Jurisprudence

An Awful Ruling From One of Trump’s Worst Judicial Appointees

John K. Bush’s opinion in Peffer v. Stephens will let the police ransack almost any suspect’s home.

John K. Bush
Photo illustration by Slate. Screengrab from Bingham Greenebaum Doll, LLP.

Donald Trump has nominated a number of egregiously unqualified and objectionable people to the federal judiciary, but thus far only one truly outrageous nominee has been confirmed.
John K. Bush, who serves on the 6th U.S. Circuit Court of Appeals, is a former blogger who spread birther conspiracies, used the word faggot in a speech, and urged Congress to “gag” “Mama Pelosi.” He nevertheless received unanimous Republican support in the Senate.

On Wednesday, Bush handed down his first published opinion in a constitutional case, Peffer v. Stephens. He used the occasion to create a new rule that guts the Fourth Amendment’s protections against unreasonable searches and seizures. In an astonishingly broad decision, Bush held that if a suspect may have used his home computer in commission of a crime, law enforcement officials have probable cause to search his entire house. Most of Trump’s judicial appointees share a similar jurisprudential philosophy. Bush’s ruling provides an early warning that these judges will not be eager to stand up for Americans’ right to privacy.

The facts of Peffer are twisty and colorful. Jesse Peffer served as a caregiver for medical marijuana patients in Michigan, permitting him to grow a limited number of cannabis plants. When his plants produced more marijuana than he needed, Peffer sold the surplus to Tom Beemer, who ran a medical marijuana dispensary. Unbeknownst to Peffer, Beemer also served as a confidential informant to state and local police. One day, Beemer asked Peffer to sell him more surplus marijuana than is permitted under state law. Peffer refused, but grew suspicious and agreed to meet with Beemer. The police stopped Peffer as he drove to the meeting and found more marijuana in his car than he was licensed to possess. Peffer was arrested and charged.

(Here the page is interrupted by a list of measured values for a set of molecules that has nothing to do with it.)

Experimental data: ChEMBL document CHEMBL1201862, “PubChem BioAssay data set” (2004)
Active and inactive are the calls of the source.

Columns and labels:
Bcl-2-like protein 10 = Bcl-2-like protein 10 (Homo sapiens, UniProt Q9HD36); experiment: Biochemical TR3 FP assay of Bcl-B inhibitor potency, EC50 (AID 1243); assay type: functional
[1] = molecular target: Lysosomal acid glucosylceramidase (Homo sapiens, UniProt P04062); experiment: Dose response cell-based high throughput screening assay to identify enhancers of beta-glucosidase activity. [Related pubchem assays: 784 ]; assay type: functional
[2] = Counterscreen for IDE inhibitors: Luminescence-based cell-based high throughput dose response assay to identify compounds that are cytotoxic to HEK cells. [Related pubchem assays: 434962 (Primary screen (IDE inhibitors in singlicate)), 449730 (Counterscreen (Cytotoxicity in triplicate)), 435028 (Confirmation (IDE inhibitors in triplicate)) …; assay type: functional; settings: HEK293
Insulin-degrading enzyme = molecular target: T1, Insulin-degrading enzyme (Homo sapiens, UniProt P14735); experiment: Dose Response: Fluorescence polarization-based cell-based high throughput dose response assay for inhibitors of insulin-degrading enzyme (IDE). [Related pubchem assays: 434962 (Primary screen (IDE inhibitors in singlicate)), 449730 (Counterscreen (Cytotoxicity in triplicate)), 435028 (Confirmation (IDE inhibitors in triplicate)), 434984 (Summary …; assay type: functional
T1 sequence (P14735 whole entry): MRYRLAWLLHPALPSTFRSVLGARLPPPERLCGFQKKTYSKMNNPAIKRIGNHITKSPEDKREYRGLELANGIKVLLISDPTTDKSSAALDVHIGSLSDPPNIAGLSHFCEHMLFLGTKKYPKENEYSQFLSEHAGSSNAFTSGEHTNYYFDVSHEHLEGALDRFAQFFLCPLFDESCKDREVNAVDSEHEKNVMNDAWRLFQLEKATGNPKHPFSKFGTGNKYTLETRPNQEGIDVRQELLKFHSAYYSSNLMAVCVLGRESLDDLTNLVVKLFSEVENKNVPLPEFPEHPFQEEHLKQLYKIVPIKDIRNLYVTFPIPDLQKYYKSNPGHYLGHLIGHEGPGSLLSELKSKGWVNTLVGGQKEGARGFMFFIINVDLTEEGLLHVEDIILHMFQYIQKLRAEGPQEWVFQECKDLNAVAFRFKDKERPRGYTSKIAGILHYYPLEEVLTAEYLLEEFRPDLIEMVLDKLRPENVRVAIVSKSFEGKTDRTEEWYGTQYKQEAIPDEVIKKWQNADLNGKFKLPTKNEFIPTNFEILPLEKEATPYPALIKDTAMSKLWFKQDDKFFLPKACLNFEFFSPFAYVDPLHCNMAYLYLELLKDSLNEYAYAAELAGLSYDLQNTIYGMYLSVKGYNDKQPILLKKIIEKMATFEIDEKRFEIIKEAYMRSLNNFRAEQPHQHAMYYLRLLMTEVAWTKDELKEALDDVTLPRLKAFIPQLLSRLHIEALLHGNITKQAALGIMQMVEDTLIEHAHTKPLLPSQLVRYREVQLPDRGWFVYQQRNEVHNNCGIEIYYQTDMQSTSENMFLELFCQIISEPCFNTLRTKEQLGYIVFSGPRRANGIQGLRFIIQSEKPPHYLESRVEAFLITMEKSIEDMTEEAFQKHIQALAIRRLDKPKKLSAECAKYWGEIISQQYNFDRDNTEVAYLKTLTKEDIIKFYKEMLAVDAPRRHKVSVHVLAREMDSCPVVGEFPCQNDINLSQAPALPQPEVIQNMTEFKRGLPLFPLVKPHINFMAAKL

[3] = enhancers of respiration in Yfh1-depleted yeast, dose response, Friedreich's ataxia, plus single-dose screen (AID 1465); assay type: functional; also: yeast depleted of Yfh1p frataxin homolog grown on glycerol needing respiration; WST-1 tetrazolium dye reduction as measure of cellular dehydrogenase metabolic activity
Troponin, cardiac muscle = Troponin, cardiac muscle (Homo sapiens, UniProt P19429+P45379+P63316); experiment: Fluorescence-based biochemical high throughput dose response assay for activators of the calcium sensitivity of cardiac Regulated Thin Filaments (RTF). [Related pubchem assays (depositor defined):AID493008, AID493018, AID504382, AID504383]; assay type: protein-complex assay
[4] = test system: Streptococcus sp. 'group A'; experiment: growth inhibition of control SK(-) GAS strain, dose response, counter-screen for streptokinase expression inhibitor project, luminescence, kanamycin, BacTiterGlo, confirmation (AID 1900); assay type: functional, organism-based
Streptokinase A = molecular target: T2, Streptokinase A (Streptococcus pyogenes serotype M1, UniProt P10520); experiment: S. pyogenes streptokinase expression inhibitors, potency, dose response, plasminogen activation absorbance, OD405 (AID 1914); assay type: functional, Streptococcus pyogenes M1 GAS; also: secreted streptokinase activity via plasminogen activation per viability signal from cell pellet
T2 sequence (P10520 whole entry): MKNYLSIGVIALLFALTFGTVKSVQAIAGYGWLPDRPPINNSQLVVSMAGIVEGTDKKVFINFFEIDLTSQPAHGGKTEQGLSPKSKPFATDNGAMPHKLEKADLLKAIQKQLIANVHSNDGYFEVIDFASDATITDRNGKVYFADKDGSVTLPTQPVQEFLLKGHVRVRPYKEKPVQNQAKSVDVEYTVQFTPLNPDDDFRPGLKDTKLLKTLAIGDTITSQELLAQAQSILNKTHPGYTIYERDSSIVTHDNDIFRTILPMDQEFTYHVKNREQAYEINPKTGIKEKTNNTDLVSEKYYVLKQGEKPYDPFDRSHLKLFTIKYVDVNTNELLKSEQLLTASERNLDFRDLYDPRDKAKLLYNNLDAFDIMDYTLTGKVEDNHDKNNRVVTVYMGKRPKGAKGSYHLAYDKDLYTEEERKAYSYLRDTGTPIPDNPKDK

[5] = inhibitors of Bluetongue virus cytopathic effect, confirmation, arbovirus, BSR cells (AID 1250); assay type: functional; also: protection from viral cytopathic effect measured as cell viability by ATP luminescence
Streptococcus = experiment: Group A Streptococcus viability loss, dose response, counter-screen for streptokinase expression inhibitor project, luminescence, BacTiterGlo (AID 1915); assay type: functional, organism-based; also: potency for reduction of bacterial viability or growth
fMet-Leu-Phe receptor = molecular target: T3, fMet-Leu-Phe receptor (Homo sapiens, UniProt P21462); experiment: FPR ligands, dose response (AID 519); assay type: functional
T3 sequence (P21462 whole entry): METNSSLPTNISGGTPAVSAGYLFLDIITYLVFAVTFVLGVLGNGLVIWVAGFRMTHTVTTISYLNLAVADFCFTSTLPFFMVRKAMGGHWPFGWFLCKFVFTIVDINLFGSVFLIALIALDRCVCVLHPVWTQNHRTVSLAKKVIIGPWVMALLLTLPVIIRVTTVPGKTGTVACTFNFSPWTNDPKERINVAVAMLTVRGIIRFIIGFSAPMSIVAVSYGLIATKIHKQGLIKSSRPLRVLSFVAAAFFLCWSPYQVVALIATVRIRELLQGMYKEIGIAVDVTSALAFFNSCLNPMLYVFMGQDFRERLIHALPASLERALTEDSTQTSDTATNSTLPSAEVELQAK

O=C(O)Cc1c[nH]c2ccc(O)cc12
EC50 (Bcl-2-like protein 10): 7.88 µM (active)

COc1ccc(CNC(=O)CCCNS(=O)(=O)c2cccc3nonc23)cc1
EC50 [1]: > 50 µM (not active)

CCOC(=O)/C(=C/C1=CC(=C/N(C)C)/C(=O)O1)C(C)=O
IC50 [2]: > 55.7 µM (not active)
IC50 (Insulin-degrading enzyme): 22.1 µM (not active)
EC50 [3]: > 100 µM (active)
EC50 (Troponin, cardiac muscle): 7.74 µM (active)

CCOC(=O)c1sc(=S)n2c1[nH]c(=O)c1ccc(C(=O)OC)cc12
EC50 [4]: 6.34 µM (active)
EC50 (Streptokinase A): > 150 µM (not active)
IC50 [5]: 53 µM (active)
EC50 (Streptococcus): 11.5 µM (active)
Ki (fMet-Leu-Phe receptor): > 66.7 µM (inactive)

Eight months later, the local school district and child services agency received typewritten letters purporting to be from one of the police officers who arrested Peffer. These letters accused Beemer of distributing a controlled substance and becoming a confidential informant “in exchange for immunity/leniency in sentencing.” More than a year later, flyers appeared around town identifying Beemer as a confidential informant. While investigators identified a number of potential suspects, they decided it was most likely Peffer who authored and distributed the letters and flyers.

Here’s where the Fourth Amendment came into play. In order to search Peffer’s house for evidence, the police needed a warrant. In order to obtain a warrant, the police had to provide “probable cause, supported by oath or affirmation, and particularly describing the place to be searched, and the persons or things to be seized.” To fulfil this obligation, one detective submitted an affidavit to the court asserting he had probable cause to believe Peffer’s residence “may contain evidence of the crime of Impersonating a Police Officer and Witness Intimidation.” The detective asked permission to search Peffer’s house for “computer hardware,” “computer-related equipment,” printers, scanners, any “electronic storage device,” and Peffer’s personal email.